Welcome to Netrider ... Connecting Riders!

Interested in talking motorbikes with a terrific community of riders?
Signup (it's quick and free) to join the discussions and access the full suite of tools and information that Netrider has to offer.

The other week on the Putty

Discussion in 'Your Near Misses - A Place to Vent' started by Fronk, Nov 14, 2011.

  1. I'd love to get other folk's thoughts on this.

    So, about a week ago I had an off on Putty. From the Singleton end, I was finishing a relatively easy left and setting up for the right. Last I saw my speedo I was going down from 70.

    Two bikers going much faster than I appeared coming towards me. One in my lane, and one in the middle. Far too bloody fast for a blind corner.

    So, I set my shiny new BMW 650 up for what I hoped would be a left hand 'controlled fall', in an opposite corner. Whatever the smeg that is. The only other options were continuing my line and hitting one of the two bikes, or braking as much as I could before hitting the cliffy rocks in front of me. I think I made the right choice. Effed if I Know how.

    The bike was more or less fine. Slightly bent handlebar, and a few fairing scratches.

    I spent bit on the ground, my bike still running. The bikes who'd sped past were well gone.

    I wasn't sure for a bit if I could still use most of my left hand limbs. I guess the shock of it all stiffened them up for a bit.

    A kind fellow in a 4X4 stopped. He had a solid Eastern European accent. Wish I remember his name. I told him to 'press the red button' to turn my bike off, and he then stood it up, and helped me up.

    I then managed to get the feeling in my leg back. Nothing hurt that much, I was just pretty amazed that everything seemed to work. Both my body and bike. He seemed to know a lot about bikes; he may have mentioned that he raced at some point. I forget.

    The fellow who helped me up bent a few things on my bike back into shape (nothing major) and everything worked. It was 'roadworthy'.

    I started, and he kindly followed for a bit to make sure I was OK. A few quick stops were taken while he bent a few minor things into shape and gave me some great riding critisicm were had, and then he took over and we waved each other off.

    The whole time he kept telling me never to stop for anyone (anyone would probably be theives or ******s), almost making me feel like I was stuck a few decades back in some remote Soviet lands. It gave me a smile.

    I continued on to the old halfway house, and stopped. Ran into the current owner, Dave, who showed me his delightful sculptures, gave me a meal, some coffee and a few beers. He insisted I slept the night, which was such a generous offer. Being an insomniac, I left quietly and wrote a note promising a gift of sorts when I next get back. I'll have to think of something good!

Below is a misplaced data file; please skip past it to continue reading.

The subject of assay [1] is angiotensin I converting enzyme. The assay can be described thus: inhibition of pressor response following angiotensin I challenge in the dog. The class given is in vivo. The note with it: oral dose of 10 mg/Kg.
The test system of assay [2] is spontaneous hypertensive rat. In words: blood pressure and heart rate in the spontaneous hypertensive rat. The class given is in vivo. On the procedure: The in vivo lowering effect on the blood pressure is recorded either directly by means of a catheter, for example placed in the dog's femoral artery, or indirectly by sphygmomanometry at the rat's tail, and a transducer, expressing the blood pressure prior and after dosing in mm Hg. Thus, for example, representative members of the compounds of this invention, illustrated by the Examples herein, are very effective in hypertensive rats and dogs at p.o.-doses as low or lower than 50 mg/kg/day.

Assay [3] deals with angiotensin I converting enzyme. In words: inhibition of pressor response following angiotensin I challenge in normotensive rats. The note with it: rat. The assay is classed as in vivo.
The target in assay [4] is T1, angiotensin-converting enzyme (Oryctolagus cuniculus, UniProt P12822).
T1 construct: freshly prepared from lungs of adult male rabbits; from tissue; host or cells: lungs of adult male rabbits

So, my Rossi boots are nearly fine. Scuffed. Helmet was fine. My 'Pitt Crew' Waxed Cotten/oilskin jacket was perfect, despite taking a huge brunt of the fall. Normal jeans, as it was the day I'd finally decided to wash my Draggins. I've had a bit of a limp for a week, and many bruises on my left hand side.

    I'm extremely impressed with how durable the BMW was, and how useful the Barkbusters were! Probably the reason I could ride it home.

    Bit pissed off about being run off the road by other motorcyclists, but I think I made the correct choice.

    I don't think I'd ever really want to post anything like this, but am compelled to, merely by how friendly everyone was. On my way back (after being given some mild painkillers and probably having a slight point of beer still in my system) some police were happy enough to give me directions to a 24/7 servo in Singleton at about 3am so I could get some smokes. They seemed more interested in talking about motorcycles though!
  2. Unfortunately there are a lot of riders who don't have the requisite skills (or the good manners) to ride quickly on the road without using the on-coming lane, and these two low-lifes are among them. Once can only hope that one day their behaviour is rewarded.

    Good to hear that you are OK, and that this encounter led to you meeting some REAL human beings; people who put others' needs above their own (y).
  3. need more tracks and ride days to get their jollies......................still, theres always the heroes that ride beyond their abilities out on the road and love showing off for the sake of showing off.

    Its why im spending less and less time on the road and definitely try to avoid the major riding routes on the weekend....................................In saying that, these heroes do avoid darkness and rainy days.
  4. Those utter bastards. Too fast, in the wrong lane, around a corner. And then not stopping! They were damn lucky you weren't a cager.

    Good thing he stopped for you. Sounds like he was a perfect way for you to gradually get your composure back. Good on him.

    Glad you and your bike are ok, that's the main thing.
  5. Glad you're OK, and having met Dave myself I can imagine the gist of the conversation you had with him - likes a yarn and having some company, don't he?!
  6. Aye, Dave's a lovely bloke! He has some amazing stories to tell.
  7. Dirty dog bastards. Hope it catches up to them like it did the guy in the Aprilia story.

    That he does. Quite an eccentric fellow, bloody tall too.